An exhibition that talks to issues

2019-02-26 06:00
Some of the work that will be on exhibition.

Some of the work that will be on exhibition.

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A retrospective exhibition of work by the late Joan Mackenzie will be shown at the Studio Art Gallery in the Harbour Bay complex, corner of Main and Dido Valley Road in Simon’s Town.

The exhibition will open on Friday 1 March at 18:00 and will run until Wednesday 13 March. In the 1990s Mackenzie unearthed a 1940s railway worker’s “free” ticket, coupled with a 1950s “white”, political pamphlet, which the worker had pencilled over with a simple sum that he just could not add up correctly.

These three elements encapsulated a time in a land where “culturally conditioned” people possessed a mindset that would never “add up”. For the artist, finding that railway ticket initiated a chiasm*, through a series of metaphorical journeys, that encompassed crossing the “fenced” boundaries of time and memory, along with textually traversing and texturally depicting the physical panoramas of a “fenced”, colonised land. Excavation of that land would reveal, not only irresistible, pyroclastic forces at work on the strata, but historical evidence of equally overwhelming political forces on the surface, inciting the pogroms and removals of “un(en)titlement”. (*Chiasm: intersections of personal memory, myth and historical fact). It is ironic that 15 years after Mackenzie’s death and 19 years after her original exhibition, the issue of land and entitlement is still as unresolved and contentious as ever. Her textural and textual statements have therefore lost nothing of their impact; her art is as relevant today as it was in her lifetime. The artist used “earthy” materials: engraved slate pieces on a pyroclastic flow, poured molten lead numerals, copper wire, white cement (stone), seashells, paper, canvas and gauze as naturally apposite elements for land images and issues. Her use of the cyanotype process, whereby the sun simply bleaches images and text into her stone slabs, again exemplifies her simplistic/primitive working mode.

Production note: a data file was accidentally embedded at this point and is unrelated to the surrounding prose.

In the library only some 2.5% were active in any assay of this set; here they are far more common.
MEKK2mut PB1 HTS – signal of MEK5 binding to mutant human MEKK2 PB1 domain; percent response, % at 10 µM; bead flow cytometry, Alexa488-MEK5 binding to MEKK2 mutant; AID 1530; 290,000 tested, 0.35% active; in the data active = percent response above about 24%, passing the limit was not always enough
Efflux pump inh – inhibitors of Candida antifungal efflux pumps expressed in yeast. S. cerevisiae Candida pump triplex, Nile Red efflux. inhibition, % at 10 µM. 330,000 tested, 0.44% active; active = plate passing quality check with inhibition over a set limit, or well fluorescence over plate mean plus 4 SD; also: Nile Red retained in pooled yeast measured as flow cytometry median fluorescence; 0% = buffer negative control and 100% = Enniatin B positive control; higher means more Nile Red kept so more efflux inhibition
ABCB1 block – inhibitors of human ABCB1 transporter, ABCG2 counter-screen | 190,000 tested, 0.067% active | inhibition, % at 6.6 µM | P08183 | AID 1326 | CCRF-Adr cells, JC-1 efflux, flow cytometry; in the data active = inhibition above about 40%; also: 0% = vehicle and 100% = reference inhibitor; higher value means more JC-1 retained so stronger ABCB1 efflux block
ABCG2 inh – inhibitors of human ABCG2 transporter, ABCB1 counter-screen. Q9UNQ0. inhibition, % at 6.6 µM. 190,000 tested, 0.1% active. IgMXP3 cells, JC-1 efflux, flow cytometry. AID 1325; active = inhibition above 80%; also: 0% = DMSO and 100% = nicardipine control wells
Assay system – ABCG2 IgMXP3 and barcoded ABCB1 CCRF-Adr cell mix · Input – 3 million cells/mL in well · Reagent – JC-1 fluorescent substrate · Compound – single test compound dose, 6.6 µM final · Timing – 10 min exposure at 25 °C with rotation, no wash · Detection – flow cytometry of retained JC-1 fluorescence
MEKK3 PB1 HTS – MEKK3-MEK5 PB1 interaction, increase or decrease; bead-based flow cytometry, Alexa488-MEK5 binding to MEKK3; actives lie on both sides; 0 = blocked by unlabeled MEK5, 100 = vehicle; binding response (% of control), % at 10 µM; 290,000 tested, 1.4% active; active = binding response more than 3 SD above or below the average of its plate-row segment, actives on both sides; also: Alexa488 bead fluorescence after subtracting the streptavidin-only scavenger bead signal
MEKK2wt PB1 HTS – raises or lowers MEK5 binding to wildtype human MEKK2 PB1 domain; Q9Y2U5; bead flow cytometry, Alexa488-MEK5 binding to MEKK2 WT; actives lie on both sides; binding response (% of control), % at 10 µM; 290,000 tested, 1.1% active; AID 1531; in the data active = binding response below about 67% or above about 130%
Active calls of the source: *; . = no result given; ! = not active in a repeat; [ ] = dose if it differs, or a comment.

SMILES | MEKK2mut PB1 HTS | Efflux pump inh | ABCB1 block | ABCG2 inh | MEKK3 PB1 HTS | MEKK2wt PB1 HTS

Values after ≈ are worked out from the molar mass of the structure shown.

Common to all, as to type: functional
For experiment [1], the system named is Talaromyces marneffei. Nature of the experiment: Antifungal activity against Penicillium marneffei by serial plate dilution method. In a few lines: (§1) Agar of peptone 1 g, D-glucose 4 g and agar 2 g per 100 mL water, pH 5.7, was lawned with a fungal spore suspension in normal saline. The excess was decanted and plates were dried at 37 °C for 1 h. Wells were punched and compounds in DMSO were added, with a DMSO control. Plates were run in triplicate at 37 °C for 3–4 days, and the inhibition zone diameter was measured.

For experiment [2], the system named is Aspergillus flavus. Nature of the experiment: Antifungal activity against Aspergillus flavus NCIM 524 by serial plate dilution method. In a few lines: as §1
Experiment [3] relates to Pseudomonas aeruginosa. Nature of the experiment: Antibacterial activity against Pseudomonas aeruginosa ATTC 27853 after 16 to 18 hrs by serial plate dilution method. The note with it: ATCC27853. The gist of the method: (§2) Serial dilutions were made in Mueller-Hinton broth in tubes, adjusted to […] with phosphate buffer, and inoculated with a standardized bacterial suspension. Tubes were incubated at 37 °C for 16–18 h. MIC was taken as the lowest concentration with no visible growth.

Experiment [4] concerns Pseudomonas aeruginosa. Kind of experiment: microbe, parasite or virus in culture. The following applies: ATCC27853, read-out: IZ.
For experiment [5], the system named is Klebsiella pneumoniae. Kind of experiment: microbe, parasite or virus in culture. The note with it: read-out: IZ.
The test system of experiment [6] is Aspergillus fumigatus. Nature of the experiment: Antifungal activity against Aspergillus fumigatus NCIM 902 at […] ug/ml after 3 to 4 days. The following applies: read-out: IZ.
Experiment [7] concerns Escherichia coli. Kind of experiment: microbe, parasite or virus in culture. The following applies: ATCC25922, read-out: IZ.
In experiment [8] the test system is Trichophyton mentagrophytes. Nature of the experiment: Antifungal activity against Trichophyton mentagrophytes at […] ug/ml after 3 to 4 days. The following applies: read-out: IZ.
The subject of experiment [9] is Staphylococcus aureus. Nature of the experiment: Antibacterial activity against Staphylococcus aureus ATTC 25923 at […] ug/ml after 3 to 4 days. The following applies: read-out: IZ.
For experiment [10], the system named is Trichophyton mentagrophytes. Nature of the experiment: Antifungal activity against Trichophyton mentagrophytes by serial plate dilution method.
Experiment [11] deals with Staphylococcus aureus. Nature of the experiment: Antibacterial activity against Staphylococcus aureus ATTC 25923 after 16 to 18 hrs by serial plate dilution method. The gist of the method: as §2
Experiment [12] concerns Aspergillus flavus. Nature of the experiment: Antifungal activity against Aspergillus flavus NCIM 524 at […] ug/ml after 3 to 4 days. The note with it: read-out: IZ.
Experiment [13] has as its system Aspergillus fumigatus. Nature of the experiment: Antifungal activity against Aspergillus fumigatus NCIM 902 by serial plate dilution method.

Throughout the exhibition, one must recognise that, although the issue of entitlement has often been addressed before, the artworks themselves force the viewer to engage on a purely visual level, so utterly individual is her use of the media and materials.

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